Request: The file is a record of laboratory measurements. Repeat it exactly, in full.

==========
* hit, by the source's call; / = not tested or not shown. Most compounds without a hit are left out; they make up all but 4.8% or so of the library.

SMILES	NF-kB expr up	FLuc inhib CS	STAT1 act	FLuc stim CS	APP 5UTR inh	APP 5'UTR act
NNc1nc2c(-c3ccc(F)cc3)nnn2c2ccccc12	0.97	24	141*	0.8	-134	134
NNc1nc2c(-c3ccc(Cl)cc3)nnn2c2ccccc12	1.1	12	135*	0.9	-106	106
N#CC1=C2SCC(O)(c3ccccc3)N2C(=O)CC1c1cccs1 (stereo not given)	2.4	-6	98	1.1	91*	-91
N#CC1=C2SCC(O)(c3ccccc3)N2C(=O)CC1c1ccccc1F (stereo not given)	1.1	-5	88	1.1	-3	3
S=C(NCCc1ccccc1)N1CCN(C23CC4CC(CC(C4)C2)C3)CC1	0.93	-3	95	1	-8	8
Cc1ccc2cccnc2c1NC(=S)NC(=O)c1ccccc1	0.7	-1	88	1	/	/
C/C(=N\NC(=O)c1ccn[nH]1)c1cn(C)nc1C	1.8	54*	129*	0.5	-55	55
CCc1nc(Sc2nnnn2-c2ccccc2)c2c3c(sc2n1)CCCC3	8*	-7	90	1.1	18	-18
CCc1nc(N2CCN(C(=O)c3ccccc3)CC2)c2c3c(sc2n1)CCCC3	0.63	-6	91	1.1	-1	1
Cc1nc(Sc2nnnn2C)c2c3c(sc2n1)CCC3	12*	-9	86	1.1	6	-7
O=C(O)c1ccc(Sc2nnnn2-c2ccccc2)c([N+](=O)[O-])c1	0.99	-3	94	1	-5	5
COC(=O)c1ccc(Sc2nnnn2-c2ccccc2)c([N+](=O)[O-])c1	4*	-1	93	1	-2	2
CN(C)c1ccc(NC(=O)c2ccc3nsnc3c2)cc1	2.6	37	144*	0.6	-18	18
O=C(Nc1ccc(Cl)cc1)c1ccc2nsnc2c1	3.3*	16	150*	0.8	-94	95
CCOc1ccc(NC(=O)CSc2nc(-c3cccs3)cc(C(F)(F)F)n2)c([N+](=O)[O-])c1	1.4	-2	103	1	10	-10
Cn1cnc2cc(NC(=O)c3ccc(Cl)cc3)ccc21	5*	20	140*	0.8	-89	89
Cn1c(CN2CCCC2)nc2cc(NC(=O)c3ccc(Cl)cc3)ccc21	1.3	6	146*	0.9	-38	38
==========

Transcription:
* hit, by the source's call; / = not tested or not shown. Most compounds without a hit are left out; they make up all but 4.8% or so of the library.

SMILES	NF-kB expr up	FLuc inhib CS	STAT1 act	FLuc stim CS	APP 5UTR inh	APP 5'UTR act
NNc1nc2c(-c3ccc(F)cc3)nnn2c2ccccc12	0.97	24	141*	0.8	-134	134
NNc1nc2c(-c3ccc(Cl)cc3)nnn2c2ccccc12	1.1	12	135*	0.9	-106	106
N#CC1=C2SCC(O)(c3ccccc3)N2C(=O)CC1c1cccs1 (stereo not given)	2.4	-6	98	1.1	91*	-91
N#CC1=C2SCC(O)(c3ccccc3)N2C(=O)CC1c1ccccc1F (stereo not given)	1.1	-5	88	1.1	-3	3
S=C(NCCc1ccccc1)N1CCN(C23CC4CC(CC(C4)C2)C3)CC1	0.93	-3	95	1	-8	8
Cc1ccc2cccnc2c1NC(=S)NC(=O)c1ccccc1	0.7	-1	88	1	/	/
C/C(=N\NC(=O)c1ccn[nH]1)c1cn(C)nc1C	1.8	54*	129*	0.5	-55	55
CCc1nc(Sc2nnnn2-c2ccccc2)c2c3c(sc2n1)CCCC3	8*	-7	90	1.1	18	-18
CCc1nc(N2CCN(C(=O)c3ccccc3)CC2)c2c3c(sc2n1)CCCC3	0.63	-6	91	1.1	-1	1
Cc1nc(Sc2nnnn2C)c2c3c(sc2n1)CCC3	12*	-9	86	1.1	6	-7
O=C(O)c1ccc(Sc2nnnn2-c2ccccc2)c([N+](=O)[O-])c1	0.99	-3	94	1	-5	5
COC(=O)c1ccc(Sc2nnnn2-c2ccccc2)c([N+](=O)[O-])c1	4*	-1	93	1	-2	2
CN(C)c1ccc(NC(=O)c2ccc3nsnc3c2)cc1	2.6	37	144*	0.6	-18	18
O=C(Nc1ccc(Cl)cc1)c1ccc2nsnc2c1	3.3*	16	150*	0.8	-94	95
CCOc1ccc(NC(=O)CSc2nc(-c3cccs3)cc(C(F)(F)F)n2)c([N+](=O)[O-])c1	1.4	-2	103	1	10	-10
Cn1cnc2cc(NC(=O)c3ccc(Cl)cc3)ccc21	5*	20	140*	0.8	-89	89
Cn1c(CN2CCCC2)nc2cc(NC(=O)c3ccc(Cl)cc3)ccc21	1.3	6	146*	0.9	-38	38